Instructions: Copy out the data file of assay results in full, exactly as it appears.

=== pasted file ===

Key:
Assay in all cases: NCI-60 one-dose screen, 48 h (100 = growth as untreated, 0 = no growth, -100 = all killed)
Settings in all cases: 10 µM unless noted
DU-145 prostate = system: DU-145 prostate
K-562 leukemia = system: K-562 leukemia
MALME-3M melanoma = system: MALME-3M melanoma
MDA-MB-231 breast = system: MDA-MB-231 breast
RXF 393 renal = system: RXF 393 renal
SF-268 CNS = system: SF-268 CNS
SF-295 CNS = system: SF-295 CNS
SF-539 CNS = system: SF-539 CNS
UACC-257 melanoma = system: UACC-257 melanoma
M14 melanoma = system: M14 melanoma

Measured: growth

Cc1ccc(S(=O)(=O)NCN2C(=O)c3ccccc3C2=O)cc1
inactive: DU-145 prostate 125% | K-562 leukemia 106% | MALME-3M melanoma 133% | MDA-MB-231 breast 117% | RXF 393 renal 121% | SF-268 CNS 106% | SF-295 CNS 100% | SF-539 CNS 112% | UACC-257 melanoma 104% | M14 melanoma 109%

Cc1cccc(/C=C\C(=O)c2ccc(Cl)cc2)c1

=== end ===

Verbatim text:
Key:
Assay in all cases: NCI-60 one-dose screen, 48 h (100 = growth as untreated, 0 = no growth, -100 = all killed)
Settings in all cases: 10 µM unless noted
DU-145 prostate = system: DU-145 prostate
K-562 leukemia = system: K-562 leukemia
MALME-3M melanoma = system: MALME-3M melanoma
MDA-MB-231 breast = system: MDA-MB-231 breast
RXF 393 renal = system: RXF 393 renal
SF-268 CNS = system: SF-268 CNS
SF-295 CNS = system: SF-295 CNS
SF-539 CNS = system: SF-539 CNS
UACC-257 melanoma = system: UACC-257 melanoma
M14 melanoma = system: M14 melanoma

Measured: growth

Cc1ccc(S(=O)(=O)NCN2C(=O)c3ccccc3C2=O)cc1
inactive: DU-145 prostate 125% | K-562 leukemia 106% | MALME-3M melanoma 133% | MDA-MB-231 breast 117% | RXF 393 renal 121% | SF-268 CNS 106% | SF-295 CNS 100% | SF-539 CNS 112% | UACC-257 melanoma 104% | M14 melanoma 109%

Cc1cccc(/C=C\C(=O)c2ccc(Cl)cc2)c1